Backcountry Hunters and Anglers
One of the latest fronts in Big Green’s spider web
At a Glance
Environmentalist activism is the name of the game at BHA, and hunters and anglers are just the camouflage. BHA has received hundreds of thousands of dollars from environmentalist groups, and BHA executive director Land Tawney has a history of liberal election activism.
Backcountry Hunters and Anglers (BHA) represents itself as good-ole-boy outdoorsmen who simply want to hunt and fish and be left alone. But don’t be fooled. As evidenced by both its sources of funding and current leadership, BHA is nothing more than a big green activist organization pushing a radical environmentalist agenda.
When looking at BHA’s funding sources, it’s easy to forget they have anything to do with hunting and fishing at all. All of its primary donors have extensive ties to environmental activist organizations.
The largest donor is the Western Conservation Foundation, which gave $278,423 to BHA in 2011 and 2012 alone. WCF has given handsomely over the years to notorious environmentalists and animal rights activists, including the Natural Resources Defense Council, the Audubon Society, Earthjustice (the self-proclaimed “law firm of the environment”), and Climate Solutions, a major proponent of “global warming.” It has also contributed large sums to the Tides Center, funder of all things leftist. It’s hard to imagine Western Conservation Foundation would donate over a quarter of a million dollars to Backcountry Hunters and Anglers if it wasn’t an organization that shared those same ideological beliefs.
The next largest donor to BHA is the Wilburforce Foundation. From 2009 to 2013, Wilburforce gave a total of $110,000 to BHA for a variety of purposes. As with the Western Conservation Foundation, Wilburforce gives heavily to other notorious environmentalists, including the Environmental Law Institute, the Sierra Foundation, and the Union of Concerned Scientists. Wilburforce’s executive director, Tim Greyhavens, previously worked for the Humane Society of the United States, a vegan activist organization with a PETA-like agenda. BHA also received a $69,000 donation in 2012 from Pew Charitable Trusts, which is famous for its ideological tilt. Other donors include the New Venture Fund ($30,000 total), Conservation Lands Foundation ($26,000 total), Lazar Foundation ($25,000 total), and The Brainerd Foundation ($8,000 total), whose mission is “to safeguard the environment and build broad citizen support for environmental protection.” As with WCF and Wilburforce, each of these organizations have deep connections with the environmental movement, which raises suspicions as to what BHA’s motivations truly are.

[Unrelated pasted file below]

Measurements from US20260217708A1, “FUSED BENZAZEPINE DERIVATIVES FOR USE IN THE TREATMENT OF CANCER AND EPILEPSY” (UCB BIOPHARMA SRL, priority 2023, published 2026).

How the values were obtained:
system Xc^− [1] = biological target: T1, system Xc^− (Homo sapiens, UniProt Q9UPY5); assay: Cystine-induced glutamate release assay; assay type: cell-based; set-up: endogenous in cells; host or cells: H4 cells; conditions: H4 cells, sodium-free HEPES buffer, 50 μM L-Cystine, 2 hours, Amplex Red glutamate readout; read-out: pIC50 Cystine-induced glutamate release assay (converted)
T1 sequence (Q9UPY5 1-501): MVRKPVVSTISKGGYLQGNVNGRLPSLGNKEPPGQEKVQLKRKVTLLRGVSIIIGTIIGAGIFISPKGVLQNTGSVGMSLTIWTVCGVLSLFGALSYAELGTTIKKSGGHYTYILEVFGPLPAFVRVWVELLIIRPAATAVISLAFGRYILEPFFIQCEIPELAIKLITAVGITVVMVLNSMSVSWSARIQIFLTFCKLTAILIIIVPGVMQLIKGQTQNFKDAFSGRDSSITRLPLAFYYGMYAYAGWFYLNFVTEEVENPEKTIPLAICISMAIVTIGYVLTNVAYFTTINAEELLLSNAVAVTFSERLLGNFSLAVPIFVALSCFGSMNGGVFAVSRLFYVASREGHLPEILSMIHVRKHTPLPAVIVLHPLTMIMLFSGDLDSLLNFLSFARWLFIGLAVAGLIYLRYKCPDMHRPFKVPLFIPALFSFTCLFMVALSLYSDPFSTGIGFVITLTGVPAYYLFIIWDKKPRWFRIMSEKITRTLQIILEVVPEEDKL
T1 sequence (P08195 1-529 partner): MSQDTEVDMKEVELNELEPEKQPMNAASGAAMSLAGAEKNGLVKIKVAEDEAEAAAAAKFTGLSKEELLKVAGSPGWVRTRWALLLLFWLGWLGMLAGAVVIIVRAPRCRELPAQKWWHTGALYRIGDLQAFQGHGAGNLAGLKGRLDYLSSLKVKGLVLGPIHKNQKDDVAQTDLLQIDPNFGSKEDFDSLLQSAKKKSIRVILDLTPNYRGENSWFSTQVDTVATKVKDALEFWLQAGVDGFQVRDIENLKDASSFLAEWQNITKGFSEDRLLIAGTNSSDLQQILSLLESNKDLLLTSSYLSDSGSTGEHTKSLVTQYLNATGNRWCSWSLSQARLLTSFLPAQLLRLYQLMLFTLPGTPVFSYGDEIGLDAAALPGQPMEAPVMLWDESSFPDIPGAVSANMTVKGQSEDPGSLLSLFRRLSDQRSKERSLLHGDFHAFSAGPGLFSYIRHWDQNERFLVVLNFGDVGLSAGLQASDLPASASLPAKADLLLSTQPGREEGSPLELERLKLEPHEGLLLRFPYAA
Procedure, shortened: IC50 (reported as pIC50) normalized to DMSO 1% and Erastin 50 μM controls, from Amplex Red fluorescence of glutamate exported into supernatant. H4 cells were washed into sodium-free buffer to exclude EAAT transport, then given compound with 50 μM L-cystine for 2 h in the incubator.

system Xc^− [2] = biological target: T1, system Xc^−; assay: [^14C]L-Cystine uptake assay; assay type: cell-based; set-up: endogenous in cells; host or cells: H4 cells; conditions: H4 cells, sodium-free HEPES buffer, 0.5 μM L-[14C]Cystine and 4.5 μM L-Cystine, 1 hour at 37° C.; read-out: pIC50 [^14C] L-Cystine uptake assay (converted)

Not only do BHA’s primary donors have extensive ties to the environmentalist movement, but its leadership does as well. A number of top executives and board members currently work or previously worked for notorious environmental activists.
Most prominent is BHA executive director Land Tawney, who ran the liberal political action committee (PAC) calling itself the “Montana Hunters and Anglers Leadership Fund” (MHA). In 2012, this pop-up PAC spent $1.1 million against Republican U.S. Senate candidate Danny Rehberg, who was challenging Democratic U.S. Sen. Jon Tester. The liberal MHA also spent $500,000 in support of the libertarian candidate as a strategy of drawing votes away from the Republican. MHA received several hundred thousand dollars from the League of Conservation Voters, a liberal environmentalist group. Tawney is also a member of the Montana Sportsmen for Obama Committee and previously served as the National Grassroots Coordinator for the Theodore Roosevelt Conservation Partnership, which, like BHA, is an environmentalist front that poses as a hunter and fisher group.
Taken together, BHA’s funding sources and leadership make clear that the interests of hunters and anglers are the least of their concerns. Environmentalist activism is the name of the game at BHA, and hunters and anglers are just the facade.